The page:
BSC Test 3 & 4 study guide
BSC Test 3 & 4 study guide BSC 114
Popular in Principles Of Biology I
Popular in Department
This 36 page Bundle was uploaded by madys70ss on Thursday October 6, 2016. The Bundle belongs to BSC 114 at University of Alabama - Tuscaloosa taught by in Fall 2016. Since its upload, it has received 5 views.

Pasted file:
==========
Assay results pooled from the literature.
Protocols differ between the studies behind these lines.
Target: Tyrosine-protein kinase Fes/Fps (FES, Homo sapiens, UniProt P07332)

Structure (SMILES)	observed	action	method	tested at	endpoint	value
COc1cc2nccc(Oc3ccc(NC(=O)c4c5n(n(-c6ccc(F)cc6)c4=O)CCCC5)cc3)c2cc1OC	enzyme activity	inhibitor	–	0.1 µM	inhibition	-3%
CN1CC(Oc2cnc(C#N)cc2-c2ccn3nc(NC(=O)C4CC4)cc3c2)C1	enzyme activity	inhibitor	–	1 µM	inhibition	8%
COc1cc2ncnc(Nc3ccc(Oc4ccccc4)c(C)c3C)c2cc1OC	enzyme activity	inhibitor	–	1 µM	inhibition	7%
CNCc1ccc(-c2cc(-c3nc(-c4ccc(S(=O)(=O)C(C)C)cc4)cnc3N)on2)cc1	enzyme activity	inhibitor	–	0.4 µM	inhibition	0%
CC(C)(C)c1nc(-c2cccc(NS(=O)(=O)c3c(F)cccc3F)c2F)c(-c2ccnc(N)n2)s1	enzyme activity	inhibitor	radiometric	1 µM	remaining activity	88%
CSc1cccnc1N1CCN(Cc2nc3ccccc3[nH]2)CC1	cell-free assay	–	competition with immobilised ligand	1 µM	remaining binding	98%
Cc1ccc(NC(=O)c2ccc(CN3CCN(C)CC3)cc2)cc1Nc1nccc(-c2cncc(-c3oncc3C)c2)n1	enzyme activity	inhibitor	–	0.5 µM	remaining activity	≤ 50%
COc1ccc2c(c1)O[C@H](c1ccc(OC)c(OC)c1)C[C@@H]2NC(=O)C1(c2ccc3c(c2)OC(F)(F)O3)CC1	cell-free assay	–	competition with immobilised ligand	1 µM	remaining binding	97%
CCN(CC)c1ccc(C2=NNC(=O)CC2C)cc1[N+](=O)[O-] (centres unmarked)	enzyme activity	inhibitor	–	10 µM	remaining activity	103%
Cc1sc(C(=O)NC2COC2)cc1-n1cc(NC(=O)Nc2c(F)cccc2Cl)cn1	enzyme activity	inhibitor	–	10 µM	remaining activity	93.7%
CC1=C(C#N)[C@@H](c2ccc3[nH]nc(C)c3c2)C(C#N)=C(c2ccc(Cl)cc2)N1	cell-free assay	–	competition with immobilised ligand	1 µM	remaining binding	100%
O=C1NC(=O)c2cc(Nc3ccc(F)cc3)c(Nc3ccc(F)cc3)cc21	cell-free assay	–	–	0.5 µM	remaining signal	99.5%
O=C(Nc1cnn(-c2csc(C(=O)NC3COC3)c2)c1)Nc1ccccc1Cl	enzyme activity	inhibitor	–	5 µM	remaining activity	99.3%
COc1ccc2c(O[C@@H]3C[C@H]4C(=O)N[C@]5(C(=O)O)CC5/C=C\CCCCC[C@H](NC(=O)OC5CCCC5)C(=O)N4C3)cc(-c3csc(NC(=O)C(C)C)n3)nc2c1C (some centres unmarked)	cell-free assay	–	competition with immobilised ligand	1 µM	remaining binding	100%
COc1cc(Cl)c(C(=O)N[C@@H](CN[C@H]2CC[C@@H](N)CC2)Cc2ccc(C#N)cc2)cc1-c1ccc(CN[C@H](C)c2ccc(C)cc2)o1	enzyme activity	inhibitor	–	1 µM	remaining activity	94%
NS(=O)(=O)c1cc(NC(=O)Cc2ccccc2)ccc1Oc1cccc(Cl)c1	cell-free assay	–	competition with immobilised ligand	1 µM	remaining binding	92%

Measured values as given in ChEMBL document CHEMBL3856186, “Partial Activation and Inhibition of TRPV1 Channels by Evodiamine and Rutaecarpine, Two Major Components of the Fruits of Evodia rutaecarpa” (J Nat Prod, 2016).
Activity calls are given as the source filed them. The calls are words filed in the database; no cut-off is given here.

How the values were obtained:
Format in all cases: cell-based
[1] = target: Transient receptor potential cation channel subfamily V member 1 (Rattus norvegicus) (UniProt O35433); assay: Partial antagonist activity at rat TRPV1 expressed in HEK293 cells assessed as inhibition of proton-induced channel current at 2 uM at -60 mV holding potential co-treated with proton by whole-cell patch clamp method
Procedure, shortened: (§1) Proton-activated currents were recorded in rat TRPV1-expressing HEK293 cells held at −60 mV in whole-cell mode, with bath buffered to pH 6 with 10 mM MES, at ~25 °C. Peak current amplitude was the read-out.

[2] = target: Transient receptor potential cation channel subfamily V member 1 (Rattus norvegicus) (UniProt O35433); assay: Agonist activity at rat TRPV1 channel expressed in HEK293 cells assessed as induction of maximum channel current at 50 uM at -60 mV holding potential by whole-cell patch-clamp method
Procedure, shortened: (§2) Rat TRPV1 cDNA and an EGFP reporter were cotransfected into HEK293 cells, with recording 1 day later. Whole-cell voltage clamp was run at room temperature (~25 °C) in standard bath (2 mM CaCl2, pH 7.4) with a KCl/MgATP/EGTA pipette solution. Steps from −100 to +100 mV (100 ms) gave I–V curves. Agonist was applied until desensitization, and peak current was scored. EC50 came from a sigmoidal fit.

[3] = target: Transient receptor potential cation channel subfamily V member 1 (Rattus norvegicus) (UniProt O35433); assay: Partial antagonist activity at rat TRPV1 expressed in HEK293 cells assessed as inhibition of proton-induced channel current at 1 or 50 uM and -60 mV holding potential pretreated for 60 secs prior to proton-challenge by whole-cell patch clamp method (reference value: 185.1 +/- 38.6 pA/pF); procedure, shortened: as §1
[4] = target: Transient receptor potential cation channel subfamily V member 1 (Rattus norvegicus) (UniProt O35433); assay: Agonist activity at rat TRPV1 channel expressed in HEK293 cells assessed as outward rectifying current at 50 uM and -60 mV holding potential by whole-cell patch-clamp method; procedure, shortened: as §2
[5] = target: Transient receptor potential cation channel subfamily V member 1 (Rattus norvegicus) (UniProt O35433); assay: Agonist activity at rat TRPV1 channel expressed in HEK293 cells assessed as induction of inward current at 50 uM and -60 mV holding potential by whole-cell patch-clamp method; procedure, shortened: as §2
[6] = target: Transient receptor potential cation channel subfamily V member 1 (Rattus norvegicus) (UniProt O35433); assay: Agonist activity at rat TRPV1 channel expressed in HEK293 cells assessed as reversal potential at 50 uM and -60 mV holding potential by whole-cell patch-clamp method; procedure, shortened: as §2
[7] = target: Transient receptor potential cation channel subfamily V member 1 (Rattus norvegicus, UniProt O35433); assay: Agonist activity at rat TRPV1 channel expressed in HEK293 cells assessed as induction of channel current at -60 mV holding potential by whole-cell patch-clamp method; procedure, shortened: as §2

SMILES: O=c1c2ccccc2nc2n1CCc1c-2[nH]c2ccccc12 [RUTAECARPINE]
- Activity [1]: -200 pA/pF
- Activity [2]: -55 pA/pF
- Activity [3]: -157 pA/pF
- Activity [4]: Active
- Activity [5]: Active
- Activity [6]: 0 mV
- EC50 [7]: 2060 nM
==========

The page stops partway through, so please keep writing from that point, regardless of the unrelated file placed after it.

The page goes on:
Reviews for BSC Test 3 & 4 study guide
Report this Material
What is Karma?
Karma is the currency of StudySoup.
You can buy or earn more Karma at anytime and redeem it for class notes, study guides, flashcards, and more!
Date Created: 10/06/16